One River, a management firm specializing in digital assets, has now filed for a BTC exchange-traded fund (ETF) which is said to cover the blockchain mining-based emissions via the utilization of carbon credits. The ETF is also stated to be carbon neutral.
The S-1 filing that had originally been submitted yesterday has the potential to compensate for Bitcoin’s controversial carbon emissions through the purchasing and subsequent disposal of the abovementioned carbon credits. It should be mentioned, though, that the firm will not be providing any kind of direct exposure to BTC, as it instead plans to have associations with various 3rd parties in an attempt to have the asset be offered via the selling as well as redeeming of the shares.
Partnership with Moss Earth
Keeping the abovementioned information in mind, One River has announced that it will be working alongside Moss Earth, a firm based in Uruguay, in a continued effort towards buying blockchain tokens which shall be utilized to provide proof of the decrease in carbon emissions. Furthermore, the carbon credits will also be made visible and transparent via one of Verra’s registries. Lastly, Coinbase has been announced as the official custodian as far as the BTC assets are concerned.
Additionally, another benefit of the filing would be that Jay Clayton, former Chairman of the SEC, will be acting as one of the firm’s advisers, with his experience in the crypto markets as well as impeccable knowledge of how regulations work potentially proving to be invaluable to One River for the future.
The filing had been conducted as a result of the increasing demand for the excess energy consumption being generated by Bitcoin to be addressed. Elon Musk of Tesla had also recently stated that the company won’t accept payments made in BTC from now on due to environmental and energy-related concerns stemming from the world’s flagship cryptocurrency.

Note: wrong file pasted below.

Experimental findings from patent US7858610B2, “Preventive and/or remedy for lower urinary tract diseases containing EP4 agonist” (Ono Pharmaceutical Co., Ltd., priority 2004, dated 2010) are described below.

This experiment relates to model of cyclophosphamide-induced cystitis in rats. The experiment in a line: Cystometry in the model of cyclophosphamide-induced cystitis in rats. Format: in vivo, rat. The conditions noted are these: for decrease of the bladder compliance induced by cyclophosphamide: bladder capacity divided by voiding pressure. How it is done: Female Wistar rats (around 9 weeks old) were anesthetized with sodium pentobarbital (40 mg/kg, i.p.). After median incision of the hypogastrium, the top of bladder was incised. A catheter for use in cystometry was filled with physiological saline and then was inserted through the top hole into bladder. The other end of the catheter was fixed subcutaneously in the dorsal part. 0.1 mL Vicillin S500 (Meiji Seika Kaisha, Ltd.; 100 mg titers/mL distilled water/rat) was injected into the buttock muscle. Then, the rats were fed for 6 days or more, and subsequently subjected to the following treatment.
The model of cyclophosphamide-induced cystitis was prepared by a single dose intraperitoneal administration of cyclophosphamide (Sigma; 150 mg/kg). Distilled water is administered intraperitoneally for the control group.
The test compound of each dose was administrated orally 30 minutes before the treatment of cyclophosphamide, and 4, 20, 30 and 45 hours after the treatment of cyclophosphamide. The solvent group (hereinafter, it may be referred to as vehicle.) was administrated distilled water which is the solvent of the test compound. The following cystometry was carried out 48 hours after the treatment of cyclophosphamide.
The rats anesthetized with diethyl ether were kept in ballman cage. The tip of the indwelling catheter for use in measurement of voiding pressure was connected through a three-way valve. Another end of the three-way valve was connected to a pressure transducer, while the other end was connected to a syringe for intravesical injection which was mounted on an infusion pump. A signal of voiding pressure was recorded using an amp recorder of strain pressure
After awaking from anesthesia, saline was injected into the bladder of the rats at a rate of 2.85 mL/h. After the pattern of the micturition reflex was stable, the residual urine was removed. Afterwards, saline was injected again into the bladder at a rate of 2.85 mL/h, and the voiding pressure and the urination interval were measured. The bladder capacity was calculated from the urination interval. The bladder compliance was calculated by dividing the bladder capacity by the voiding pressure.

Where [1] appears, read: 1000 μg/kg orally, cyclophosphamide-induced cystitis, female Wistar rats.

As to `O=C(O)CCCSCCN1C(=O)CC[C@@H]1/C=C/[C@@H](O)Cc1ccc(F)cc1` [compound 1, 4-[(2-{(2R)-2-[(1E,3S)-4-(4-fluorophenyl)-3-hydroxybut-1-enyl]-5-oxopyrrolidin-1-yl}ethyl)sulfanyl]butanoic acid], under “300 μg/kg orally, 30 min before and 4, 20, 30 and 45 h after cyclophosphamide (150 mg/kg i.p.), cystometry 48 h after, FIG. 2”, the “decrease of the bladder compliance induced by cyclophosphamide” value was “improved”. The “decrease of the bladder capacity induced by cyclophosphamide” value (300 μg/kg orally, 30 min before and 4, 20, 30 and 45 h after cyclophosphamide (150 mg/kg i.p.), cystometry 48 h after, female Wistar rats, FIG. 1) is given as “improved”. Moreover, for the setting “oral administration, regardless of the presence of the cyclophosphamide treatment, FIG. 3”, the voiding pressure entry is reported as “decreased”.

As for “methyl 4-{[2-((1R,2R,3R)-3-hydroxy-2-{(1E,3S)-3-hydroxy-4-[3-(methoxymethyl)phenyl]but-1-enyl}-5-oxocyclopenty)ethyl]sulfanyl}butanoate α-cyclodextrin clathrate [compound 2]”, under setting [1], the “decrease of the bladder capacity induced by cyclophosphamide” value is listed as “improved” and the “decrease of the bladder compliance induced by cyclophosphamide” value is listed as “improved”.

Regulations being carefully considered by U.S regulators
The SEC has not yet approved a BTC ETF, despite the fact that numerous filings had been made since the previous year. The reason why the SEC has been reluctant to grant the approval is largely due to mounting concerns about market manipulation as well as investor protection. The formation of any kind of viable framework is hence taking time to be properly established. It would seem.
If it were to be approved, however, then a potential Bitcoin ETF could grant investors the opportunity to have increased exposure towards cryptocurrencies through the listing on any given stock exchange. While this may certainly be an important step as far as the market is concerned, the ever-present volatility might, however, be too much to handle for the everyday retail investor who may have little to no experience with the cryptocurrency market.